History of Cell Reprogramming

Cell reprogramming is the process used for converting cells from one particular type to another. Over the past six decades, many techniques have been developed to define induced pluripotency.

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Some of the principles and techniques that have been developed in cell reprogramming research are the application of somatic cell nuclear transfer in cell differentiation, which has confirmed the fact that the differentiated cell and early embryonic cell contains similar genetic information; approaches that are useful in culturing and generating pluripotent cells; and the conclusion that transcription factors are mainly responsible for deciding the cell fate.

Various stages of development of cell programming research are discussed below:

Primary developmental stage

  • In 1885: August Weissmann suggested that the genetic material subsets became isolated between the daughter cells simultaneously with the progress of the development of cell reprogramming research.
  • In 1888: Wilhelm Roux dissipated one of the two cells of an embryo. He found that only half of the complete embryo is developed from the resultant embryonic cell. Hans Spemann had succeeded in applying this method using the newt embryo in 1935.
  • In 1909: Ethel Browne Harvey, who conducted much research on cell division in the embryo of sea urchins, was the first to discover that secondary axis can be induced into the embryo host by cell transplants. Invention of Spemann’s organizer is based on Harvey’s work on embryonic cell division.
  • In 1928: Hilde Mangold and Hans Spemann conducted various experiments with the embryo of Salamanders to determine the factors that are responsible for embryonic differentiation and determination. These experiments led to the demonstration of cell-to-cell induction, by which fate of the cells undergoing differentiation can be decided in the embryonic stage.

The cells responsible for embryonic differentiation and determination are called as the Spemann organizer. Subsequently, Spemann organizer formed the base to various molecular embryonic researches that are conducted to find the factors that are responsible for deciding the fate of the cell.

In addition, Spemann had conducted various studies to find whether the cells that are subjected to differentiation can be restored back to embryonic state or these cells persist to remain in a differentiated state. Spemann presented that the transplanted nucleus contained a genome that has the ability to direct all types of cell differentiation, if a nucleus of the specialized cell is implanted into an already enucleated egg that had developed into an embryo.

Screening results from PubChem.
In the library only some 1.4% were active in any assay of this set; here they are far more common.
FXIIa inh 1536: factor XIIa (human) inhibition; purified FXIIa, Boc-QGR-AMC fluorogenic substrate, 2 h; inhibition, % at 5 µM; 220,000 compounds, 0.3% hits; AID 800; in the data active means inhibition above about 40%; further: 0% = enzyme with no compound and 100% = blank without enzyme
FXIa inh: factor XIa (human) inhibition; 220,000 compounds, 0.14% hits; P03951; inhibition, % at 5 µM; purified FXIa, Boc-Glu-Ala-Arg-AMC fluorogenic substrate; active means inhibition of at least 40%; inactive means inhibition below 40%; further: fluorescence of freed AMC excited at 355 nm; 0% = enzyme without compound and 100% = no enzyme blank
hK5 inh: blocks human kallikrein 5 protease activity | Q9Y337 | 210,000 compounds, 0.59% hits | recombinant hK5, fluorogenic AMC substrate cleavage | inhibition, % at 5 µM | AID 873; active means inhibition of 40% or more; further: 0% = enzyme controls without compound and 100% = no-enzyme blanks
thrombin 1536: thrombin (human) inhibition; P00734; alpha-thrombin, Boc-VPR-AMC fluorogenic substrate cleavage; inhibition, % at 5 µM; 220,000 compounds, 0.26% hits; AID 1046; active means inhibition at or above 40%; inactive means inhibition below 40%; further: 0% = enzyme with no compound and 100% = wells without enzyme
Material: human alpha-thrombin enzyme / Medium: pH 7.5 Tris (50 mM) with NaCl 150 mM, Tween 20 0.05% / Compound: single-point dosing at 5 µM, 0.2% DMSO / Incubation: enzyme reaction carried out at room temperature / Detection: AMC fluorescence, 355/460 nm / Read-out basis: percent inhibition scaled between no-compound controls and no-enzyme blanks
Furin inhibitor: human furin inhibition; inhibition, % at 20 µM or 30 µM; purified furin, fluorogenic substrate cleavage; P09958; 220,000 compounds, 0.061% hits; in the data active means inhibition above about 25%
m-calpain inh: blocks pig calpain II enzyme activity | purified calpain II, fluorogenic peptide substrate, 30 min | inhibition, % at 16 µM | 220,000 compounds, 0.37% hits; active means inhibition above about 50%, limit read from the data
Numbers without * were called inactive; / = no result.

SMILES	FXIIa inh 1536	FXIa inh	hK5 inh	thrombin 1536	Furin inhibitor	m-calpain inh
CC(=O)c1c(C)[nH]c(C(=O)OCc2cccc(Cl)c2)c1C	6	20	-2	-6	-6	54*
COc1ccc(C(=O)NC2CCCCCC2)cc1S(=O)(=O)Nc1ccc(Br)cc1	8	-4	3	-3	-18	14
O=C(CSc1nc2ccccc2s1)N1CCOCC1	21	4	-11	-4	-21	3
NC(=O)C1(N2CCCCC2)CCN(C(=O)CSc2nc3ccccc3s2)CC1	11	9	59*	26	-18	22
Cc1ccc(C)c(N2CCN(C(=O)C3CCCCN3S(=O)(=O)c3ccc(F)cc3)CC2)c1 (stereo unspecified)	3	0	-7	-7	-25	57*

Secondary developmental stage

  • In 1962: John Gurgeon is the first person to practically define the cell reprogramming technique in 1962. His research on cloning of frogs through nuclear transfer led to the initiation of nuclear reprogramming of the cells. Nuclear reprogramming is a process by which gene expression of a cell type is converted into the gene expression of the other cell types.
  • In 1981: Gail Martin and Martin Evans initiated and developed the mouse embryonic stem cells. Austin Smith presented necessary conditions for embryonic stem cell culture and factors that are responsible for pluripotency in 1988.
  • In 1987: Factor-mediated cell fate conversion was the second stage in this research line, which was established by Harold Weintraub. His research indicated the possibility of conversion of fibro blasts into muscle lineage through MyoD transduction.
  • In 1997: For the first time, lan Wilmut cloned a sheep, which was a milestone in the history of cell reprogramming research.
  • In 1998: Application of cell reprogramming approach in the discovery of HIV-TAT.
  • In 2001: Stem cells of an embryo were used in reprogramming somatic stem cells. These reprogrammed cells and pluripotent cells are found to have same properties. It has been observed that the heterokaryons experienced transcriptional changes in the absence of nuclear hybridization.
  • In 2007: The history of research over cell reprogramming had led to the development of induced pluripotent stem cells. Yamanaka and James Thomson generated human induced pluripotent stem cells for the first time.
  • In 2012: John Gurdon and Shinya Yamanaka had succeeded in conducting research, in which the mature cell subjected to differentiation is converted into an immature cell and this immature cell can be developed into any cell in the body. This invention was a major breakthrough in the history of cell reprogramming research.

Recent developments

Over recent years, induced pluripotent stem cells that are generated from somatic stem cells have been widely used in regenerative medicine. Nonetheless, the efficiency of cell reprogramming remains low. There are some other factors such as tumorigenic potential, instability, etc., which affect the use of induced pluripotent stem cells, particularly in clinical applications.

Hence, the reprogramming technique is under the developmental stage in order to generate induced pluripotent stem cells of better efficiency, quality, and safety. The development generally targets the source of somatic cell, reprogramming factor cocktail, the technique by which reprogramming factors are introduced, and conditions are cultured to maintain the generated induced pluripotent stem cells.

Further Reading

Last Updated: May 24, 2019


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